Philly pre-show article
|Bon Jovi: Rocking out, doing good
We come to praise Jon Bon Jovi. Not to bury him.
Because after selling a gazillion albums, owning a football team, acting in films, and partnering with a guitarist now in the limelight for his dating skills and not his six-string ones, the New Jersey native deserves some respect. Right now.
"Start a revolution, man," Bon Jovi says, holding back a laugh while heading onto a plane to Miami. "Make the respect start with you."
Maybe he's joking.
But, why not?
Even if you wanted to make light of the anthemic rockers' retinue of blue-collar pop-metal hits, from "You Give Love a Bad Name" to "It's My Life," you'd have to admit that Bon Jovi - the singer-songwriter and his namesake band of brothers - has found weightier themes to go with a heavier sound. On a more serious trajectory, 2002's Bounce and 2005's Have a Nice Day found Bon Jovi writing about broken lives and busted romances lost in the landscape of imprisonment and homelessness, real and imagined.
Not so much because he's angry, disgusted and old. But because that's what it means to grow up.
"I'm not necessarily angrier," Bon Jovi says matter of factly. "But I've been doing this for so long. I was once a boy. Now I'm a man. You go to Africa, Asia, India and beyond. You see what's going on. You act as an ambassador of pop culture. You travel and meet people who embrace that culture. Your opinions should change."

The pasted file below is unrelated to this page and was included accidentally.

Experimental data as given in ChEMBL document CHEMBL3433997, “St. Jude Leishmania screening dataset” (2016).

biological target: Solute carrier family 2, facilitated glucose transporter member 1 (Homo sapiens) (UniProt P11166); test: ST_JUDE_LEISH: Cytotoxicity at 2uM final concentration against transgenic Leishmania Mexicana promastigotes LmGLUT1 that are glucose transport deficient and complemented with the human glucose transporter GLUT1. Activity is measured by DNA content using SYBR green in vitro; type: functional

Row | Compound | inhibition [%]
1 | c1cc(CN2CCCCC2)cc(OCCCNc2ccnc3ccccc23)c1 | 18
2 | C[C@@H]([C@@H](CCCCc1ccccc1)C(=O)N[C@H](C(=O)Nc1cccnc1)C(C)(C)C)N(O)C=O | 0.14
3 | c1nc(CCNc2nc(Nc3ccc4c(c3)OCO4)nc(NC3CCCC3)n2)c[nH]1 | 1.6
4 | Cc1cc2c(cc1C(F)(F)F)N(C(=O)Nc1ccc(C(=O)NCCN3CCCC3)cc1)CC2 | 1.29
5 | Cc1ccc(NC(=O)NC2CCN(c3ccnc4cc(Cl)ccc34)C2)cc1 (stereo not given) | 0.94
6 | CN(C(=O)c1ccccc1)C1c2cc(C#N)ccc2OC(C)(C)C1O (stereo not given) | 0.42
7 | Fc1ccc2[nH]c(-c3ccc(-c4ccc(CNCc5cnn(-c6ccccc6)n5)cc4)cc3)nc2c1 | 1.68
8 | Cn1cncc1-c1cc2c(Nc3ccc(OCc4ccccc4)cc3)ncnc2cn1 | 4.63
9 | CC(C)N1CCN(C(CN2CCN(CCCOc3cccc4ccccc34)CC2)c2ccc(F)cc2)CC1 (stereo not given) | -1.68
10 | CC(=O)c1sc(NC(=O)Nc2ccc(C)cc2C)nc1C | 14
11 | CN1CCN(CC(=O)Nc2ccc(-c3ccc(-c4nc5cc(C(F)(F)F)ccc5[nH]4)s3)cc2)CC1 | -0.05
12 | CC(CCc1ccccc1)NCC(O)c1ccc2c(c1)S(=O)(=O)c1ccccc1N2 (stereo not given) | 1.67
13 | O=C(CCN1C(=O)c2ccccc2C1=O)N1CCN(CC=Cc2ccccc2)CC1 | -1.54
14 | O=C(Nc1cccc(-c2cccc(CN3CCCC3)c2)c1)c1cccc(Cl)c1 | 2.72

He doesn't want to just be a finger-pointer against the Bush administration, as he has heard himself labeled. Or a singer dedicated to gay-marriage rights, as go the lyrics of "Welcome to Wherever You Are."
But his opinions have so changed - in conversation, in new songs like "Bells of Freedom" - that Bon Jovi feels as if he has disappointed listeners and journalists looking for rock-star cliches. "If you don't get arrested for biting a security guard at a hotel or have a drug habit, what is there to talk about with those people?"
He must be thinking of guitarist Richie Sambora's recent bad spate of divorce-and-dating press. Bon Jovi himself and his wife of 17 years, Dorothea Hurley, have managed to stay clear of those pitfalls - new songs like "Wildflower" are dedicated to his bliss.
"Richie don't like it. I don't like it - it all just happened," Bon Jovi says. "But it doesn't help or hinder what we do. At the end of the day, if you don't write a collection of songs that people care about - year after year, tour after tour - they ain't coming back.
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